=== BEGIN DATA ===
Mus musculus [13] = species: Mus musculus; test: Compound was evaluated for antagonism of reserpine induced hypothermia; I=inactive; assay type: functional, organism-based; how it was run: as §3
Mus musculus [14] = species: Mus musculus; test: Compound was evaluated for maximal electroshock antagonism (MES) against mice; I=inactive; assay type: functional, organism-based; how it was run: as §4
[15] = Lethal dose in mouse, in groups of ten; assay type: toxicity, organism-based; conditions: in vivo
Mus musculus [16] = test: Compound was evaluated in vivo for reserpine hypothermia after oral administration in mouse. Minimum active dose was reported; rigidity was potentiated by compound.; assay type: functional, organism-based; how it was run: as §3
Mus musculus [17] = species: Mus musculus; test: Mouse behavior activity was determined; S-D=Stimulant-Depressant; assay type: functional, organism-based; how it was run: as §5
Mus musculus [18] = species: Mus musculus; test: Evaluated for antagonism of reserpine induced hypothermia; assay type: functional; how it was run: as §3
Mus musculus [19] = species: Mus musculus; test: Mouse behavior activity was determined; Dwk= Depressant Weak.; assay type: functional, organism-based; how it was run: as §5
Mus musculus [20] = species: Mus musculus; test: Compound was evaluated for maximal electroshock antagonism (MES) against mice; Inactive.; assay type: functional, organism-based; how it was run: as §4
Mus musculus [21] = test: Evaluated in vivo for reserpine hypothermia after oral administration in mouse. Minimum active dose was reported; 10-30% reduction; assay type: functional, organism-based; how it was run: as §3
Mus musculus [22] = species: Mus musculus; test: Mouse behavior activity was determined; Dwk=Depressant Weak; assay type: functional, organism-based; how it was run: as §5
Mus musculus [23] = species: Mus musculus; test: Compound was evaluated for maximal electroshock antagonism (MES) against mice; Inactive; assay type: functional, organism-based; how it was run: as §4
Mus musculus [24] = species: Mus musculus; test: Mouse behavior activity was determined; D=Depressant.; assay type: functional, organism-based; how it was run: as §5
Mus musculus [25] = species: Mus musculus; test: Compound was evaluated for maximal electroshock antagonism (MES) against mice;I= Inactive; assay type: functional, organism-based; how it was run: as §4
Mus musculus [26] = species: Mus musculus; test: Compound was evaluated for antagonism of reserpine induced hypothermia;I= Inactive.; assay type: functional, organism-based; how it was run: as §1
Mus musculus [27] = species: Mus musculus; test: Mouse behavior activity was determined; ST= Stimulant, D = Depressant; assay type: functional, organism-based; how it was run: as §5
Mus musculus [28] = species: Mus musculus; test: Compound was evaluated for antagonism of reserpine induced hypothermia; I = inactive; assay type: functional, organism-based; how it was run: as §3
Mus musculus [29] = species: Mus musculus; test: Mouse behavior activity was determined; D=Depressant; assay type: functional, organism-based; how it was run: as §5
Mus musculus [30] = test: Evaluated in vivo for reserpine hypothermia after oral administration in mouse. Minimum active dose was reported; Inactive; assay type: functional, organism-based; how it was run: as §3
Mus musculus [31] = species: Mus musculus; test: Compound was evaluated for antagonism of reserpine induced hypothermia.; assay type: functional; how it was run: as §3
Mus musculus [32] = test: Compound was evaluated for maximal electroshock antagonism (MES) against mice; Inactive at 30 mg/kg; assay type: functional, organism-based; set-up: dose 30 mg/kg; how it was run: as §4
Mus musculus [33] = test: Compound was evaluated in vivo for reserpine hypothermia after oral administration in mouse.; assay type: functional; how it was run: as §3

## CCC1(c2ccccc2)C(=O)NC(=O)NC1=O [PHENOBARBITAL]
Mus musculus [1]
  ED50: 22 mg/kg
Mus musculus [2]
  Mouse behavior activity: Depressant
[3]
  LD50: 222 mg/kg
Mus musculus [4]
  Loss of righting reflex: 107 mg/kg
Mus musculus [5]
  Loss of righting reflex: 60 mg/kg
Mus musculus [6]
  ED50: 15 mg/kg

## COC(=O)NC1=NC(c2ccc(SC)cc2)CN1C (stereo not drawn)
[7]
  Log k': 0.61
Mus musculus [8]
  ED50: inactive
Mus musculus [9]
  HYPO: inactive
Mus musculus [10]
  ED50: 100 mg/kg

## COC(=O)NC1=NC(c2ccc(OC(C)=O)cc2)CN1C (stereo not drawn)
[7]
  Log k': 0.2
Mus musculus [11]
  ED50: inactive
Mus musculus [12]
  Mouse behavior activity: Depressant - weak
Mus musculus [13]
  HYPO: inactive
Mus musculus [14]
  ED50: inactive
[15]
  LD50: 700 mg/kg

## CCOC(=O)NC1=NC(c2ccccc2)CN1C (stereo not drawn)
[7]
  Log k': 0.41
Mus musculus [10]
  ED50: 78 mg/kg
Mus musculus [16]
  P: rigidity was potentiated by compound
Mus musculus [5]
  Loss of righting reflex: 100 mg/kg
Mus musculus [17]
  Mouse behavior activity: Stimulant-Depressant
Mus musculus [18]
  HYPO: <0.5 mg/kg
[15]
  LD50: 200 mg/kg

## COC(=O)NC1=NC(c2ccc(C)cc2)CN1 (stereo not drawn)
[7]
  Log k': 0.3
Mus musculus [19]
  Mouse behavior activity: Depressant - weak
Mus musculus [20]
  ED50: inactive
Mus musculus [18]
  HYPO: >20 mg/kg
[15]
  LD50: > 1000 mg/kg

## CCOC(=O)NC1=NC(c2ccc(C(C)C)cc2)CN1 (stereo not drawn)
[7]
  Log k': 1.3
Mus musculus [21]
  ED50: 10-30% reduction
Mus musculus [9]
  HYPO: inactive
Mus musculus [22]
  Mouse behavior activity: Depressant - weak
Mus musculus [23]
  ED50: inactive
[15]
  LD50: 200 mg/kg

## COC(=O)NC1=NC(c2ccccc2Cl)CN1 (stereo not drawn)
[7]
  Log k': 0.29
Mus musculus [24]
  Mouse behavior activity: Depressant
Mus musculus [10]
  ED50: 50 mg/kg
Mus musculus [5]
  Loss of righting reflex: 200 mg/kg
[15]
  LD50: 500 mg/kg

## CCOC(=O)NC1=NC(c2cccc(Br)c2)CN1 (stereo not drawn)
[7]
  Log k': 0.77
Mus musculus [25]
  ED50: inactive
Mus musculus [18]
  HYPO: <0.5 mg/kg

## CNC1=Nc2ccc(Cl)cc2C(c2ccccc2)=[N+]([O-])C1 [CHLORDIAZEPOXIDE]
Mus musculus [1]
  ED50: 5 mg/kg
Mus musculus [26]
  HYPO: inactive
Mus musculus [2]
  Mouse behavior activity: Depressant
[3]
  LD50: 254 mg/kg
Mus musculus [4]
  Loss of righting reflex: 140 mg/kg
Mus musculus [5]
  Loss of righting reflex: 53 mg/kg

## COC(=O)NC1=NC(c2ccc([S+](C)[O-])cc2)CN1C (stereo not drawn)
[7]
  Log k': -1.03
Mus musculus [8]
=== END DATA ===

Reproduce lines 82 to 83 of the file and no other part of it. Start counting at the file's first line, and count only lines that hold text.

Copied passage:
  LD50: > 1000 mg/kg

## CCOC(=O)NC1=NC(c2ccc(C(C)C)cc2)CN1 (stereo not drawn)